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Special Feature: Smoked salmon
Once-stagnant category looks for innovative new products
By Lauren Kramer
June 01, 2010
Perceived by consumers as a special culinary treat, smoked salmon is less popular than fresh salmon, and has a lower consumption frequency.
"Primarily, it's used for special occasions, which would explain its household penetration of about 36 percent, versus 60 percent for fresh," says Jean Lamontagne, VP of marketing for True North Salmon, based in Blacks Harbour, New Brunswick, the operating arm of Cooke Aquaculture.
Despite the limited penetration, the smoked fish category has experienced growth. According to the Perishables Group, a Chicago-based market research firm that tracks and analyzes retail sales data of fresh foods, for the 52 weeks ending Jan. 31, the average dollar sales for smoked fish were up 1.7 percent.
The key to increasing the consumption of smoked salmon is to create new, innovative food products that correspond to everyday or high-frequency occasions, he says. Apart from new players entering the field and changes to packaging, the smoked-salmon category has seen very little innovation in the last decade. But that appears to be changing with a series of new products
entering the market.
Ducktrap River of Maine in Belfast launched smoked salmon pinwheels last fall, while MacKnight Smoke House in Miami won the best new product award for its smoked salmon bacon at the International Boston Seafood Show in March as well as April's Prix d'Elite product competition at the European Seafood Exposition in Brussels, Belgium.
Steven Fishman, VP of sales for MacKnight, says the bacon, which launched in foodservice and retail packs in May, is poised for success.
"We take salmon, cure it with maple syrup and smoke and dry it for 48 hours, a much longer process than you would do for traditionally smoked salmon. Then we slice it and put it in the frying pan," says Fishman. "It fries up really crispy and smoky, with a sweet flavor that makes for a great salmon bacon BLT sandwich, or a perfect accompaniment to breakfast eggs. And it has better health benefits than traditional bacon, with no trans fats."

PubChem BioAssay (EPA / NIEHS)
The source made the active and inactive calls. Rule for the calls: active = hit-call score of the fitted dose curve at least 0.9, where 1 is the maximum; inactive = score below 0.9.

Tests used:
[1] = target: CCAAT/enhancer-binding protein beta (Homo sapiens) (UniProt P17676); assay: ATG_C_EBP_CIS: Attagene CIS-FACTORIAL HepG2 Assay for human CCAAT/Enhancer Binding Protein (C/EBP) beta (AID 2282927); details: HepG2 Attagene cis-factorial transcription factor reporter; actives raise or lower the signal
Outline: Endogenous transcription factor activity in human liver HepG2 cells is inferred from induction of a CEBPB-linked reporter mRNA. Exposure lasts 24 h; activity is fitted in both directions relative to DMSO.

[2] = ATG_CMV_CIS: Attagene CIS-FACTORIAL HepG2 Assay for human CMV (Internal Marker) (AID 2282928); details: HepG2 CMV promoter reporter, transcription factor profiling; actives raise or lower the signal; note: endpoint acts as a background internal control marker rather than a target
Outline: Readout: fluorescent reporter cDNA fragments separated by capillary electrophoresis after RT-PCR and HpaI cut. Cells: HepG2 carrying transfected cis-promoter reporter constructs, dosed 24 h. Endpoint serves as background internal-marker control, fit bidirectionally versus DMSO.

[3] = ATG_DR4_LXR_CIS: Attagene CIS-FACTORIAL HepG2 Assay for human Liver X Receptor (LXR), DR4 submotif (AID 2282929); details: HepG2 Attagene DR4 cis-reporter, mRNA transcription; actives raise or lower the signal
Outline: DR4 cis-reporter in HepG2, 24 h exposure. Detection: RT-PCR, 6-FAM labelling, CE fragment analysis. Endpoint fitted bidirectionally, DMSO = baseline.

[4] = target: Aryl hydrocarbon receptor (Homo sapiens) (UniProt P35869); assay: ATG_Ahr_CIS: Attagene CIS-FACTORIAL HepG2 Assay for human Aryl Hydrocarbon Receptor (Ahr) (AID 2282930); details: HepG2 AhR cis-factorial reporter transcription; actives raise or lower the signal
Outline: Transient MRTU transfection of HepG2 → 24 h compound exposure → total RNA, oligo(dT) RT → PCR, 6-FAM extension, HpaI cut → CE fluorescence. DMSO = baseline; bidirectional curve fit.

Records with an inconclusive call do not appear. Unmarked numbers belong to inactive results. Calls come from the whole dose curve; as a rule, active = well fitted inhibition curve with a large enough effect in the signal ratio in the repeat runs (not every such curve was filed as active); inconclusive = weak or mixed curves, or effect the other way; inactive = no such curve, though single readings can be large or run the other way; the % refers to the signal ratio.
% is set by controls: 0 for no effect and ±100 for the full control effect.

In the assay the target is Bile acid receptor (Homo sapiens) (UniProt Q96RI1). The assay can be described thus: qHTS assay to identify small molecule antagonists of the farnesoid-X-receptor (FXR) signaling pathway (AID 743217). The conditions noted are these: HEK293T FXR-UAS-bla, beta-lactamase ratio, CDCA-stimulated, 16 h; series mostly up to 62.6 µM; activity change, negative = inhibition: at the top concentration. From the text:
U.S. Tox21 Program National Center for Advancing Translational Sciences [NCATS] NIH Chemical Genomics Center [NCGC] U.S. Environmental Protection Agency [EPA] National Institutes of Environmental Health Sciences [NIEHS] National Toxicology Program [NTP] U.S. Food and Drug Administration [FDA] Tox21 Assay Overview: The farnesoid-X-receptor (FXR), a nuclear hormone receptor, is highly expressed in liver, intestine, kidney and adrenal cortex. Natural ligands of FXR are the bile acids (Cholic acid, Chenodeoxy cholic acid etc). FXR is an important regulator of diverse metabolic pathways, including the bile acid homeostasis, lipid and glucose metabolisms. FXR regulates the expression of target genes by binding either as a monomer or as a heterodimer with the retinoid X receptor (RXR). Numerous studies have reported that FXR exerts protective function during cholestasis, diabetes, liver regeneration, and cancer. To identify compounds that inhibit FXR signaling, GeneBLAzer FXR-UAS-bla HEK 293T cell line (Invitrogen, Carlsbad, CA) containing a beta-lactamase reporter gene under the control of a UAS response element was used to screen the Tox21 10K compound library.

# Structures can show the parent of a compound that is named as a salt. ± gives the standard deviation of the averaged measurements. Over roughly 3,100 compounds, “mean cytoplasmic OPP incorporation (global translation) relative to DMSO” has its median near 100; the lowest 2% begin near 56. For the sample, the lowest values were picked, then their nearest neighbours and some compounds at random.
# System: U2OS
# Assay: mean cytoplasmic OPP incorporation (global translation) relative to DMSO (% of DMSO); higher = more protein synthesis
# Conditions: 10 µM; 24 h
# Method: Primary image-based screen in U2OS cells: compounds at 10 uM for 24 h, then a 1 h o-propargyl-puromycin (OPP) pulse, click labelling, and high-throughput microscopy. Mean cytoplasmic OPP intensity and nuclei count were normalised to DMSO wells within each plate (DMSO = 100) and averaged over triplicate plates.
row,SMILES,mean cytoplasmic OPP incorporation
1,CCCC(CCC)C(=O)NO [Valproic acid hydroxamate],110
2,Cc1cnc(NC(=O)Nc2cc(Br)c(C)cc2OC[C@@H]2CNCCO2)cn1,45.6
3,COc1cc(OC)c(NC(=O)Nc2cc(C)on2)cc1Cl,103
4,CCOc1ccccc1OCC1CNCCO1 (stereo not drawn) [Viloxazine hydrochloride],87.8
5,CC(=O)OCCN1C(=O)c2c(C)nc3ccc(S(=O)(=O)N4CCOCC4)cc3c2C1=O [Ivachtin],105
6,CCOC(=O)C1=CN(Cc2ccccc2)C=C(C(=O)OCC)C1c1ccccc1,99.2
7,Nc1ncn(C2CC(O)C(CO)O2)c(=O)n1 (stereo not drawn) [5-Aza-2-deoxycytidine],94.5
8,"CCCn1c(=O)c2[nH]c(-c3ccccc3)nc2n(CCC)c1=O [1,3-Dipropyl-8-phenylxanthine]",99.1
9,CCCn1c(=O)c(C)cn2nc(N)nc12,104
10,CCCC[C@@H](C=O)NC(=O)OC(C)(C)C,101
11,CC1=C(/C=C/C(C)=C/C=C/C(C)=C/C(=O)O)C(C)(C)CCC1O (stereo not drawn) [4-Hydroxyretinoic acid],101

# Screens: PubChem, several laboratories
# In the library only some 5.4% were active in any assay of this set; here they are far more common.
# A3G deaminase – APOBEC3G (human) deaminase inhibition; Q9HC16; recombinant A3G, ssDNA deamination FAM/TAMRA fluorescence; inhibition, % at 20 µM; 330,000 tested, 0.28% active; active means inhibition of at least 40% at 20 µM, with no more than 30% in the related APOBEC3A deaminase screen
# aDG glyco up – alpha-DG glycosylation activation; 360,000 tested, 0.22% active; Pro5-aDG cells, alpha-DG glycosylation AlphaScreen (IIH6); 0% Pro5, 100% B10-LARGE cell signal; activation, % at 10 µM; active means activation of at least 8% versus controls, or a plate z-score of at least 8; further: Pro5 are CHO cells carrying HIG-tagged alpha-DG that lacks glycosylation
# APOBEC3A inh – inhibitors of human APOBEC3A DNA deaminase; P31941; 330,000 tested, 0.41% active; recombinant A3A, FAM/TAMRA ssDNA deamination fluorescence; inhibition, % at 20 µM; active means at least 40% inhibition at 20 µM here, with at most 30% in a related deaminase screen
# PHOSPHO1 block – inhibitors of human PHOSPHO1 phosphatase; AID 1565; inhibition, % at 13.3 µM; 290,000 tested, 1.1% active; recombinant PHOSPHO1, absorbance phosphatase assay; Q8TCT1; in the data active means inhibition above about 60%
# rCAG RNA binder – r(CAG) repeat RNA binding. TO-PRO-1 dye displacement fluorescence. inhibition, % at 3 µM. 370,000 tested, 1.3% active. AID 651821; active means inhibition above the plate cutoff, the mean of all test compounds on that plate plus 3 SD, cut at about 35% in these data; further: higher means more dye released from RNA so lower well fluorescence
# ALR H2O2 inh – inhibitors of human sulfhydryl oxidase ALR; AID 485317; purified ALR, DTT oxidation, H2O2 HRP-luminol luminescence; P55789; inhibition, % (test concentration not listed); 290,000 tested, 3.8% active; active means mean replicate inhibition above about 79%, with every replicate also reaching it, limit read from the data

Despite increased popularity of fresh, wild salmon, the majority of smoked salmon on the market is farmed. Ninety-five percent of the salmon used by MacKnight Smoke House is farmed and all the product smoked by True North Salmon is farmed. At Ducktrap and Brockton, Mass.-based Spence & Co., however, wild product has been gaining
"Today, 85 percent of our salmon is farmed product, but two years ago our wild smoked salmon constituted only 5 percent," says Don Cynewski, GM at Ducktrap. "Wild smoked salmon is gaining in popularity due to consumer demand, and also due to new product development on our part." The company launched three new retail flavors of hot-smoked wild salmon in the last two years: Cajun, apple and Asian.
Twenty percent of the salmon smoked by Spence is wild, a number that has been growing as consumers become more aware of what they want, says Gerry Stewart, production manager.
"The public is better
informed and therefore they're making choices as to what suits their lifestyle," says Stewart.
There used to be a large discrepancy in the price of wild vs. farmed salmon, but that's no longer the case, Cynewski says.
"Due to problems in Chile, farmed salmon has increased considerably in price, so there's no longer much of a difference in the two," says Cynewski.
Ducktrap sources wild sockeye salmon from Alaska, while its farmed fish is imported from Norway. The company's products include hot- and cold-smoked product in farmed and wild salmon, as well as house-smoked flavors in pepper and pastrami.
At True North Salmon, the difference lies in the quality of the salmon, Lamontagne says.
"Because our premium salmon is made with our own, locally grown salmon from Maine and Atlantic Canada, we can get fresh salmon into our smokers in Prince Edward Island. We harvest daily so some can actually be out of the water and into the smoker within a day or two. Smoked salmon is like any great food creation: The most important thing is to begin with the freshest ingredients," says Lamontagne.
True North markets its own brand and also produces
private-label products for retail and foodservice. The best-selling flavor is plain, but the company also offers pepper smoked, dill and gravlax varieties.
Spence launched wild smoked salmon pinwheels with cream cheese and chives two years ago. As it looks to the future, the company is focusing on reducing its carbon footprint and using biodegradable, compostable packaging and sourcing from sustainable fisheries. "We want to work with fish farms that are in tune with low pen densities and ethical husbandry methods," says Stewart.
The biggest concern consumers have with smoked salmon is quality.
"Only 27 percent of consumers perceive it as being expensive. Retailers should understand that the smoked salmon consumer is an elite food enthusiast who is looking for quality and will recognize it when it's served up," says LaMontagne.
Contributing Editor Lauren Kramer lives in British Columbia